The expected outcome of brand and acquisition investments is new, profitable customer relationships. Contact center service is starting to be viewed as providing direct revenue potential whereas it has traditionally been perceived to provide little direct revenue opportunity.

Not all customers that retailers have are profitable, and not all service interactions will result in direct revenue. However, the ability to recognize the existence of opportunities can transform a contact center from a cost center to a cost-neutral business process or ultimately, to profit center. Organizations are also looking at how differential investment in customer segments opens up new possibilities of revenue and return. The ability to implement these new approaches to customer interactions takes dynamic technologies and skilled personnel that must be constantly evaluated and updated.

Because not all customers are of equal economic value to an organization, it makes most sense to regard customers based on a perceived value relative to their past, present and projected future transactions. Differential service investment in customers individually or by segments defines the core of the return concept.

3. Return
Obtaining customer profitability is the ultimate goal of all for-profit enterprises and the contact center can play a significant part in achieving this outcome. Within the contact center, investments are typically made in agents and their management, technology and customer experience processes:

  • Agents and Their Management: By recruiting and staffing more experienced agents and managers or increasing the ratio of managers to agents, companies that deliver and directly support the customer interaction are ultimately most able to maximize the customer value.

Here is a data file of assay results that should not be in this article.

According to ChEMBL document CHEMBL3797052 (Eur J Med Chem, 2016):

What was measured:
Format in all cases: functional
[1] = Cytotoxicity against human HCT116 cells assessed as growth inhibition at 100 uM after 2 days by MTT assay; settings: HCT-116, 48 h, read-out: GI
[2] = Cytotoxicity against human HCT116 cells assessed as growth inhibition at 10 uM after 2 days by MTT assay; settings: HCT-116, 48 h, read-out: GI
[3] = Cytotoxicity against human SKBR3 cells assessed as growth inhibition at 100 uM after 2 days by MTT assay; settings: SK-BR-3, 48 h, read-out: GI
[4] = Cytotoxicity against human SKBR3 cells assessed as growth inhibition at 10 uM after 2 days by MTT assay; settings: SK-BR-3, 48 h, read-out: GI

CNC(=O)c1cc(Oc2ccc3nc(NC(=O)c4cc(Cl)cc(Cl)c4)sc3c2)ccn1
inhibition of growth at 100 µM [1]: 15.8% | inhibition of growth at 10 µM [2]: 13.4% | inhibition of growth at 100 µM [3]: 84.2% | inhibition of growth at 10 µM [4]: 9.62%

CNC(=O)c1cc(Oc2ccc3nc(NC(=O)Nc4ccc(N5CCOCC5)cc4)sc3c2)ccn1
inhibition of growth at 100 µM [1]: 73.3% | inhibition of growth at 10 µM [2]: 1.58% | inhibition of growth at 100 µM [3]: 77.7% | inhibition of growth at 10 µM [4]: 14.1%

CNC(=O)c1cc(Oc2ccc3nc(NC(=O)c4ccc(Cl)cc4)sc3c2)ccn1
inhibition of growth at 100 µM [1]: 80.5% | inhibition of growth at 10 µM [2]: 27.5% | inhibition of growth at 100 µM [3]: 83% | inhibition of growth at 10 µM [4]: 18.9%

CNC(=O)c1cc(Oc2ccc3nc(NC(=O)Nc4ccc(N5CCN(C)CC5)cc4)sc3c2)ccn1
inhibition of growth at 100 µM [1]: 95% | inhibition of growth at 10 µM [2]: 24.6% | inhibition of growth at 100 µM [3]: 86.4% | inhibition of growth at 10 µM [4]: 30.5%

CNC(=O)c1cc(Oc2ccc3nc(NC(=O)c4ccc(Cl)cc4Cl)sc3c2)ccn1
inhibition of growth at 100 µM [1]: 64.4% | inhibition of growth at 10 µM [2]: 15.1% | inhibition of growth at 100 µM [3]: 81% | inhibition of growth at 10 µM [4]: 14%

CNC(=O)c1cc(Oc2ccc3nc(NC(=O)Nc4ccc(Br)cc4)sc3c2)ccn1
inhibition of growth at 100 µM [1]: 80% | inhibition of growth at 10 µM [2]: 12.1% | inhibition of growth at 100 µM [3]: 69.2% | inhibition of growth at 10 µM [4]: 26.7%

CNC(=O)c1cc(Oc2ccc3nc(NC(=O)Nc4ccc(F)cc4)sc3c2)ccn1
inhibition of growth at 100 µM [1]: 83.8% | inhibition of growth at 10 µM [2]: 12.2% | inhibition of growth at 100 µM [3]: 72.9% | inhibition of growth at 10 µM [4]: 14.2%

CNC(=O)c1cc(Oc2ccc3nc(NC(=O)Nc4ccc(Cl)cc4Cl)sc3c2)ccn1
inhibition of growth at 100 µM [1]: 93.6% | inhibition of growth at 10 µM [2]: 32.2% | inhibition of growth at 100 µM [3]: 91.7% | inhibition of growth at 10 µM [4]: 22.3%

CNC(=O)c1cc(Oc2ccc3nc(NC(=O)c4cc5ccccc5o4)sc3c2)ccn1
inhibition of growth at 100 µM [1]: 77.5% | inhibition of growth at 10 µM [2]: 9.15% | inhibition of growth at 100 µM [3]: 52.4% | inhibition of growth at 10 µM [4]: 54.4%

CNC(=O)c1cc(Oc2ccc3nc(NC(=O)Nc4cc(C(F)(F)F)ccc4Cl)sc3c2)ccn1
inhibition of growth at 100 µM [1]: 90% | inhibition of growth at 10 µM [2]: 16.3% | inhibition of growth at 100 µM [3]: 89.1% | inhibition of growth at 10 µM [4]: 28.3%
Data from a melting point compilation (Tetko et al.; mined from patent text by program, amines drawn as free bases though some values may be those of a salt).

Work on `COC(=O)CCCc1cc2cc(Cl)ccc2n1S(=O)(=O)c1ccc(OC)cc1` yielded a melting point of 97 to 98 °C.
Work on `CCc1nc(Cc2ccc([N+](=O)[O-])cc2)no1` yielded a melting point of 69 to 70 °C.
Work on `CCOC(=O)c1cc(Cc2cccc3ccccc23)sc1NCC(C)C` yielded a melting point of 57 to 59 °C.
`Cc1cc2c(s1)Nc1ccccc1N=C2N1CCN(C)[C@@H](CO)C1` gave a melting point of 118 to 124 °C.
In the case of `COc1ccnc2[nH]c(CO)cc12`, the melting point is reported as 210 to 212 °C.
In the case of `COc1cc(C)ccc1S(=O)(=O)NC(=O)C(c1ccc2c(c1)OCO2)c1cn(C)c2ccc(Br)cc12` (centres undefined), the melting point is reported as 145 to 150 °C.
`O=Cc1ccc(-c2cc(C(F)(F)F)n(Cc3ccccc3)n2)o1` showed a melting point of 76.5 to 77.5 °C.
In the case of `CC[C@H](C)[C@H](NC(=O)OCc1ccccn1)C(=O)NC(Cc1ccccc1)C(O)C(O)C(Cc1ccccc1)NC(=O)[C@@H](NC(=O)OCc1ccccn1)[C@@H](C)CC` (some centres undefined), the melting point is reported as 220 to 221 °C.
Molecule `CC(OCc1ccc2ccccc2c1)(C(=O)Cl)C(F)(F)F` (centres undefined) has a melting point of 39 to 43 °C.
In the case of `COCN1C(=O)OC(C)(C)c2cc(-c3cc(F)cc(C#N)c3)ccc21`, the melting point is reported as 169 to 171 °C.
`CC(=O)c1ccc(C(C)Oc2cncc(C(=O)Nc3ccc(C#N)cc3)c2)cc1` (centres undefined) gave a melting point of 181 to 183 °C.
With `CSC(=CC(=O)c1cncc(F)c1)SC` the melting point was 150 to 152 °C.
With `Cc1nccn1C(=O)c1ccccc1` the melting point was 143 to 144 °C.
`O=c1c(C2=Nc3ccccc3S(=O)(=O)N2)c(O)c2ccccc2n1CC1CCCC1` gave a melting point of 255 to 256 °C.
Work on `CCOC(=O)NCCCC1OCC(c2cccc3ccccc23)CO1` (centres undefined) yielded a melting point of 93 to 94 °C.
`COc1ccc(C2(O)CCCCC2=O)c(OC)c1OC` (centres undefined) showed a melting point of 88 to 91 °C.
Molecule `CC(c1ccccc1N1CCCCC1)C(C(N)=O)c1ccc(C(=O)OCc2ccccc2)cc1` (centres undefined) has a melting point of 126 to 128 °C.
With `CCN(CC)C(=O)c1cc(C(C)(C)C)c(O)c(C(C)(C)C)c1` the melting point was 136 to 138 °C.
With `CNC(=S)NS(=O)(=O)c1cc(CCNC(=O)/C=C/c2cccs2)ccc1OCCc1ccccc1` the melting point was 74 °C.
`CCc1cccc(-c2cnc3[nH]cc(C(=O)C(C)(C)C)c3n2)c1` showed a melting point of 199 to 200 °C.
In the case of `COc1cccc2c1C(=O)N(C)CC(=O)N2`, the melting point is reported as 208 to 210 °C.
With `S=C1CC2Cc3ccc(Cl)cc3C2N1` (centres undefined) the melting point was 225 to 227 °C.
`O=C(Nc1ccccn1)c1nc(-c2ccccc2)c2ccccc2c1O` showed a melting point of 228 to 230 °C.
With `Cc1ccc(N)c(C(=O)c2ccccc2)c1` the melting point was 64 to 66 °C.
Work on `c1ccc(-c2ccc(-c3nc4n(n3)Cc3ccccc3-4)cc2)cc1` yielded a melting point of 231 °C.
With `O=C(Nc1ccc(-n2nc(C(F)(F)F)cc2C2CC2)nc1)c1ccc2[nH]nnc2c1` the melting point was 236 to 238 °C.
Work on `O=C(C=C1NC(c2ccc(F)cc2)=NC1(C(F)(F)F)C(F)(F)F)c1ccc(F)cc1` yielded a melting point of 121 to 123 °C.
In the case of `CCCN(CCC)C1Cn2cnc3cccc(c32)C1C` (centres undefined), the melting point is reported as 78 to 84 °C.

• Technology: Many companies have vast amounts of usage and behavioral data about customers. Using this information to supplement each interaction can help to achieve the profitability that often remains untapped. Technologies exist that allow clients to provide different levels of service to different customer segments, thus reducing cost of service to less profitable segments and providing higher service levels to more profitable segments.

  • Customer Experience Process: An effective training program and a positive learning environment for customer service and technical support associates--as well as for first-line supervisors--are essential to facilitate the transformation of a service-only culture into a service and sales culture. This includes communicating with customers so that the true value of each customer and individual interaction is captured and cultivated.

    Companies across all segments of the retail industry continue to pour countless dollars into building powerful brand images, but they often overlook the value of customer investments. One of the most effective channels through which an organization can improve its customer relationships is the contact center. Every customer interaction can, in some way, directly affect the company's bottom line.

    By re-evaluating call center strategies and associated processes, retailers can establish customer-centric metrics that ultimately lead to truly effective customer relationships and positive economic results.

    Sam Bloomfield is senior vice president of professional services at ClientLogic. He can be reached at [email protected].